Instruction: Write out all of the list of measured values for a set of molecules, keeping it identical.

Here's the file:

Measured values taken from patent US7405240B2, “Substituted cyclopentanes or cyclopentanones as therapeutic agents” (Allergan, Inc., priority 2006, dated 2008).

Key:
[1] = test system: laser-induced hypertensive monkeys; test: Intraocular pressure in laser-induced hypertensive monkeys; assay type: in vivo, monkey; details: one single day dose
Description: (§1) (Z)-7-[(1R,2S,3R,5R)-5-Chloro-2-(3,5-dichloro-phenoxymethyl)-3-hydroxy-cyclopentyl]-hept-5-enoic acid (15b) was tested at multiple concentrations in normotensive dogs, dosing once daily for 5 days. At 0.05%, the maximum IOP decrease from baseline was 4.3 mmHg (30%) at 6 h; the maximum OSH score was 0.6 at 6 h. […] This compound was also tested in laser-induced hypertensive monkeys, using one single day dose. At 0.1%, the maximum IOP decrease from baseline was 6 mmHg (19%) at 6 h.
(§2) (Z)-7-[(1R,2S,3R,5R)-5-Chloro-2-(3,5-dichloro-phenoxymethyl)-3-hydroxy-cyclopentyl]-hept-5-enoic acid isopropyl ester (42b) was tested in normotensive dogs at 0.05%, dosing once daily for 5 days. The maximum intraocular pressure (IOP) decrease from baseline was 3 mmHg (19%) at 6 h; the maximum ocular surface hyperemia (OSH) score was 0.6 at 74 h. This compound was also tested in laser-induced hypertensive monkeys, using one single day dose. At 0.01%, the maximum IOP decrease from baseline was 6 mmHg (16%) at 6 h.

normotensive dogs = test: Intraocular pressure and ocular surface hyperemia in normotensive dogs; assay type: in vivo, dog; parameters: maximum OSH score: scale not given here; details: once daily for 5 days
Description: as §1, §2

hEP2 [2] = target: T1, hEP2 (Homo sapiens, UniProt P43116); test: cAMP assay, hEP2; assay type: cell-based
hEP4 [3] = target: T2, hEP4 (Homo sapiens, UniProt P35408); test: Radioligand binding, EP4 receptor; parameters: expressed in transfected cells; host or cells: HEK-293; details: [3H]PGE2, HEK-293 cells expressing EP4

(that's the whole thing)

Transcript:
Measured values taken from patent US7405240B2, “Substituted cyclopentanes or cyclopentanones as therapeutic agents” (Allergan, Inc., priority 2006, dated 2008).

Key:
[1] = test system: laser-induced hypertensive monkeys; test: Intraocular pressure in laser-induced hypertensive monkeys; assay type: in vivo, monkey; details: one single day dose
Description: (§1) (Z)-7-[(1R,2S,3R,5R)-5-Chloro-2-(3,5-dichloro-phenoxymethyl)-3-hydroxy-cyclopentyl]-hept-5-enoic acid (15b) was tested at multiple concentrations in normotensive dogs, dosing once daily for 5 days. At 0.05%, the maximum IOP decrease from baseline was 4.3 mmHg (30%) at 6 h; the maximum OSH score was 0.6 at 6 h. […] This compound was also tested in laser-induced hypertensive monkeys, using one single day dose. At 0.1%, the maximum IOP decrease from baseline was 6 mmHg (19%) at 6 h.
(§2) (Z)-7-[(1R,2S,3R,5R)-5-Chloro-2-(3,5-dichloro-phenoxymethyl)-3-hydroxy-cyclopentyl]-hept-5-enoic acid isopropyl ester (42b) was tested in normotensive dogs at 0.05%, dosing once daily for 5 days. The maximum intraocular pressure (IOP) decrease from baseline was 3 mmHg (19%) at 6 h; the maximum ocular surface hyperemia (OSH) score was 0.6 at 74 h. This compound was also tested in laser-induced hypertensive monkeys, using one single day dose. At 0.01%, the maximum IOP decrease from baseline was 6 mmHg (16%) at 6 h.

normotensive dogs = test: Intraocular pressure and ocular surface hyperemia in normotensive dogs; assay type: in vivo, dog; parameters: maximum OSH score: scale not given here; details: once daily for 5 days
Description: as §1, §2

hEP2 [2] = target: T1, hEP2 (Homo sapiens, UniProt P43116); test: cAMP assay, hEP2; assay type: cell-based
hEP4 [3] = target: T2, hEP4 (Homo sapiens, UniProt P35408); test: Radioligand binding, EP4 receptor; parameters: expressed in transfected cells; host or cells: HEK-293; details: [3H]PGE2, HEK-293 cells expressing EP4